PBS film controversy continues
By Wendy McElroy
The Public Broadcasting Service documentary "Breaking the Silence: Children's Stories" portrayed Sadiya (Sadia) Alilire as a heroic mom who was abused by her husband.
Two controversial questions persist. Did producers ignore the extensive court records with which they were provided on Alilire's multiple abuse of her two daughters -- then aged 8 and 3? Is PBS demonstrating bias against fathers?
The tension surrounding these questions is heightening.
On Nov. 7, Dr. Scott Loeliger (the accused father) wrote to Pat Mitchell, President and CEO of PBS, to "demand that you immediately cease and desist from rebroadcasting all programs and advertisements relating to "Breaking the Silence."
Loeliger's reason: "the numerous false and defamatory statements about me."
On Nov. 11, PBS' Vice President of Communications Lea Sloan replied that the matter "is currently being reviewed by our legal department." PBS Director of Corporate Communications Jan McNamara had confirmed earlier that the accuracy of "Breaking the Silence" was under an "official review"; PBS stated it anticipated its review would be concluded within 30 days as of Nov. 8.
Meanwhile newspaper columnist Glenn Sacks announced "Round Three" of a campaign to convince publicly funded PBS to air both sides of issues raised by "Breaking the Silence." According to Sacks, Round Two resulted in over 10,000 protest calls and emails from the "Sackson Hordes" to PBS.
Round Three is aimed at the Corporation for Public Broadcasting, which oversees the funding of public television.
"We want PBS to provide fatherhood and shared parenting advocates a meaningful opportunity to present our side," said Sacks, explaining the campaign's goal. So far, PBS Houston has responded with an even-handed round-table discussion on its news analysis show, The Connection.
The blogosphere is also buzzing. Liberal feminist Trish Wilson has posted the accounts of both Alilire and her daughter Fatima, the child whom "Breaking the Silence" features.
Both sides should be heard -- and giving children a voice is particularly commendable -- but Wilson contends that attacks on Alilire are based on "outdated court documents." This charge is an odd one. If Alilire was, in fact, found liable for multiple counts of child abuse on Aug. 19, 1998, then -- unless the court finding has been overturned -- it is neither outdated nor up-to-date. The finding simply is, although additional information may provide some insight.
Perhaps in response to accusations, Sacks recently posted the formerly withheld smoking gun: the judgment on Case No. 97-048856 of the Superior Court of California, County of Tulare, Juvenile Court.
In that judgment, Fatima and her younger sister became dependents of the juvenile court under Section 300, subdivisions a, b, c & j, of the Welfare and Institutions Code. The codes require a finding either of actual abuse (physical and emotional) and neglect, or of the risk of abuse and neglect. Alilire claims the court actually found that she "threw a shoe at Fatima" and "spanked her with a plastic coat hanger." She denies both charges.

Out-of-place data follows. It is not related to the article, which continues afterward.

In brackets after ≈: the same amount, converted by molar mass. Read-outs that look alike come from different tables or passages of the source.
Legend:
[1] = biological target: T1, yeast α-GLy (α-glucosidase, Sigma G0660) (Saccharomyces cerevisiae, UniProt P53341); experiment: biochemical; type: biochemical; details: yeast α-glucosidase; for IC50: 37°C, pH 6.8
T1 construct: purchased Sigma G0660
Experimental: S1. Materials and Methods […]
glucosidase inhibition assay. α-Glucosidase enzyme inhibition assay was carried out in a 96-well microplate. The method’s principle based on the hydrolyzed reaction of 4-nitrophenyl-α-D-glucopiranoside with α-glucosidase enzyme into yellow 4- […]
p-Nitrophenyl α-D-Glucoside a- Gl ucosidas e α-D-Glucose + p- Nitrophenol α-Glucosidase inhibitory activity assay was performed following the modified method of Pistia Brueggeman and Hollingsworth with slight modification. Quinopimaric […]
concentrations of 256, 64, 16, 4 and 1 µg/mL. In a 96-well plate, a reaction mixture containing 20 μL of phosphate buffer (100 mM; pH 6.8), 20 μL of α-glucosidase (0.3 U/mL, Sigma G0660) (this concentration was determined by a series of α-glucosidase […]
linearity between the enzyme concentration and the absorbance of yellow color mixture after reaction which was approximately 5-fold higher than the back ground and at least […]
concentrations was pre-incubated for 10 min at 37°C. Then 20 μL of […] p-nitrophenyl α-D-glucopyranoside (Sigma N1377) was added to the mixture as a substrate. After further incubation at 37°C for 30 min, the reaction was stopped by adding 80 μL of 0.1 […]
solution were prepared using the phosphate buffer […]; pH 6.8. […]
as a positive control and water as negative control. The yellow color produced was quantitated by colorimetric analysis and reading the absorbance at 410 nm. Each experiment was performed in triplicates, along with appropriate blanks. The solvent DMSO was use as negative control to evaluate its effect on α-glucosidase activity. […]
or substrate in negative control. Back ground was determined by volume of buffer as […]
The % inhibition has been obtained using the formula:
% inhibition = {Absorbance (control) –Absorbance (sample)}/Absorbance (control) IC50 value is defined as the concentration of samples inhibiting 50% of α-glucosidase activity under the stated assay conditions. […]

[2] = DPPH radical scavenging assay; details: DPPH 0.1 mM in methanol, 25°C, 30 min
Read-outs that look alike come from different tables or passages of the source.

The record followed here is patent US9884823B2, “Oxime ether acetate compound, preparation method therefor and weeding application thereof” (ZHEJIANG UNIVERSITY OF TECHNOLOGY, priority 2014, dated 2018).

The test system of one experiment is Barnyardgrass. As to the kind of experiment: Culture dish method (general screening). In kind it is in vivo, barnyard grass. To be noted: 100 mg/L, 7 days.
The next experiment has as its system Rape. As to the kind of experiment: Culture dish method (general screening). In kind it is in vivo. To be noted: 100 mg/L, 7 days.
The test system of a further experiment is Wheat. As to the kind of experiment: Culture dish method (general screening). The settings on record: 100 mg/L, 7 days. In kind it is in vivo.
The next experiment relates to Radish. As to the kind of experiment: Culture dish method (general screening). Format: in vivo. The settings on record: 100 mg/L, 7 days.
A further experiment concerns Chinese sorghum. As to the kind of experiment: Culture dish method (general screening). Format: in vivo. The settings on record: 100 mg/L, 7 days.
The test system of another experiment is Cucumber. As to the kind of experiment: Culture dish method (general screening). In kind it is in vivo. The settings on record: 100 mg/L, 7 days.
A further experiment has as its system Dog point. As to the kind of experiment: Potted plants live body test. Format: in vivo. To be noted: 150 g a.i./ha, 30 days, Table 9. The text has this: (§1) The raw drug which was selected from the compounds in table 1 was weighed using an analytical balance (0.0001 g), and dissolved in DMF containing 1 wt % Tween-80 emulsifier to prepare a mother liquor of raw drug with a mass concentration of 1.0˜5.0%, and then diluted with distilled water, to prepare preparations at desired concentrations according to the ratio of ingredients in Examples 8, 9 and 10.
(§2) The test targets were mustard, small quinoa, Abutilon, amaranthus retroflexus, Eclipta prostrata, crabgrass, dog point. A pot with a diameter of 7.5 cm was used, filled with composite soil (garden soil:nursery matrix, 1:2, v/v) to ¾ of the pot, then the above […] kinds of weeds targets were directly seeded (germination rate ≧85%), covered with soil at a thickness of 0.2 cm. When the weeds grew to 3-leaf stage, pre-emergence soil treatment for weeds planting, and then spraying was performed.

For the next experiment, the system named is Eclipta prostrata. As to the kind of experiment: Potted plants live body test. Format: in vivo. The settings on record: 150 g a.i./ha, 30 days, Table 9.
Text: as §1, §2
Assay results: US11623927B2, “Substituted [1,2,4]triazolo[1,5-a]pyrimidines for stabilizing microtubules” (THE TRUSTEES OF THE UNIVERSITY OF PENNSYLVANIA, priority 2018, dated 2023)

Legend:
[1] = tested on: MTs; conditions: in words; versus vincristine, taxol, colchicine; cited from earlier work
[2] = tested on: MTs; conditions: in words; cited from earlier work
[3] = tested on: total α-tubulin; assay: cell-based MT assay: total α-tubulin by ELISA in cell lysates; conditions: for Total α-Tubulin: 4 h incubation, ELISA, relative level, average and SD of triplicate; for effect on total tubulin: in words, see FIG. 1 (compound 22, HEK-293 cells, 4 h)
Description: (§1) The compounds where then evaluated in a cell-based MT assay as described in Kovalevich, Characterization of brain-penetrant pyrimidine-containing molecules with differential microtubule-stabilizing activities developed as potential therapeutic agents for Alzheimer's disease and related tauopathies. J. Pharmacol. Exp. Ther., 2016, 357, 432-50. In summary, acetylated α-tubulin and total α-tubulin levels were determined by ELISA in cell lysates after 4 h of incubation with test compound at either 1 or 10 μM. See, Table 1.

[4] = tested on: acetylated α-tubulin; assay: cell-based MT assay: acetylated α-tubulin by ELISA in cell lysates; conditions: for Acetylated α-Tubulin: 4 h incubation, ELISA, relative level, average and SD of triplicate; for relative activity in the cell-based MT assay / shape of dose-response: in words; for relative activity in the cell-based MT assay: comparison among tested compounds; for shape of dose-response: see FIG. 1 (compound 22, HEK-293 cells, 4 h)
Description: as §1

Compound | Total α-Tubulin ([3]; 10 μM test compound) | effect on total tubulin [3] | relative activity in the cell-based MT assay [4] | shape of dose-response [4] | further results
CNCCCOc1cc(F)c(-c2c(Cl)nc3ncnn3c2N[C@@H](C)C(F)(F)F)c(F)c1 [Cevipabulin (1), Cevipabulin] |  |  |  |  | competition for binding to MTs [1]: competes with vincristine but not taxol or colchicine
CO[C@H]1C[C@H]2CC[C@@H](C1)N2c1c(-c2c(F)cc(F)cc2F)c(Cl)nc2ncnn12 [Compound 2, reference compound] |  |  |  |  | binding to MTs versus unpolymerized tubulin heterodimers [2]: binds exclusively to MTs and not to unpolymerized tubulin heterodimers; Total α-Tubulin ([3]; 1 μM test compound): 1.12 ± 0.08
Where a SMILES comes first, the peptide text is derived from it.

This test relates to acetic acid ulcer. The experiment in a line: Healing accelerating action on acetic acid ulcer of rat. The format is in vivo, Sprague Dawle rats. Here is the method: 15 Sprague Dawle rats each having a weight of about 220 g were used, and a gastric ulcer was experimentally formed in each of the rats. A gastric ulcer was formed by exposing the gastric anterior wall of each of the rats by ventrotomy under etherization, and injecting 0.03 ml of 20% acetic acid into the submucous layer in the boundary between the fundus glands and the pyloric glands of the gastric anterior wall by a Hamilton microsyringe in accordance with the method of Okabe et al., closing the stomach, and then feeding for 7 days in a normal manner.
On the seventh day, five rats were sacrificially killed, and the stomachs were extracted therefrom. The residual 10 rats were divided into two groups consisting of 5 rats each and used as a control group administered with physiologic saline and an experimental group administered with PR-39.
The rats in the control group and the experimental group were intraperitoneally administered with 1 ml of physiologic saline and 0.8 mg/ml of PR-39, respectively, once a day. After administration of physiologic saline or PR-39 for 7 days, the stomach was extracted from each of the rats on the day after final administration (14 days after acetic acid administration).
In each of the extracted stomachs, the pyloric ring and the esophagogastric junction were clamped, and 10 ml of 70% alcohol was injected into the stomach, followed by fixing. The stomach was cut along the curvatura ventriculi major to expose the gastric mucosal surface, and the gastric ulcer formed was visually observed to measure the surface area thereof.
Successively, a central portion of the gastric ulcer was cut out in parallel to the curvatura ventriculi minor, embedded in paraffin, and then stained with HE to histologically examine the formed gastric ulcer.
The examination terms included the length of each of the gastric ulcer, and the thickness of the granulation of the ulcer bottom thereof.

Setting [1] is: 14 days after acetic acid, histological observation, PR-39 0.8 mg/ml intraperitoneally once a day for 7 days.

There is an undeniable "he said/she said" aspect to the potential scandal that threatens the credibility of PBS. But the "he said/she said" scenario breaks down in the presence of documents that include far more than the Juvenile Court papers. It includes the rulings of two judges on separate occasions, 1991 and 2003; the report of a child abuse investigator for Tehama County; the arrest of Alilire in 1989 for felony domestic violence against Loeliger; and, the custody evaluation conducted by a clinical psychologist for the Superior Court of Monterey County.
If Fatima's voice is to be heeded -- and I sincerely hope it is -- then her earlier accounts must also be taken seriously, especially since they were independently investigated and verified.
In the furor of accusations and counterclaims that may well occur, and soon, it is wise to state what I believe the controversy is not about.
It is not about whether Loeliger is a good father. I don't have information to make that judgment but I suspect both parties behaved badly toward Fatima at different points.
It is not about Parental Alienation Syndrome (PAS), upon which much attention has been focused. The syndrome, by which custodial parents are said to systematically alienate children from non-custodial ones (overwhelmingly fathers), is heralded by shared custody advocates; it was targeted for debunking by "Breaking the Silence."
I don't subscribe to PAS as a psychiatric category.
So what is the controversy about?
Boston Globe columnist Cathy Young, who also covered the film on her blog, got it right.
"It looks to me like the PBS documentary has taken a very complicated and messy situation in which both parents are at fault (though the mother is the only one with a fairly clear record of physical violence), and transformed it into a melodrama about a villainous father and a wronged mother," she said. "And this melodrama is put into the service of a narrative that vilifies fathers, most explosively suggesting that the majority of fathers who seek custody of their children are abusers. And that's just wrong."
I believe the producers of "Breaking the Silence" made an egregious error in casting a physically abusive mother as a wronged heroine.
"Breaking the Silence" may well contribute to misinformation on domestic violence and its impact upon children. And that is shameful.
Wendy McElroy is the editor of ifeminists.com and a research fellow for The Independent Institute in Oakland, Calif. She is the author and editor of many books and articles, including the new book, "Liberty for Women: Freedom and Feminism in the 21st Century" (Ivan R. Dee/Independent Institute, 2002). She lives with her husband in Canada.
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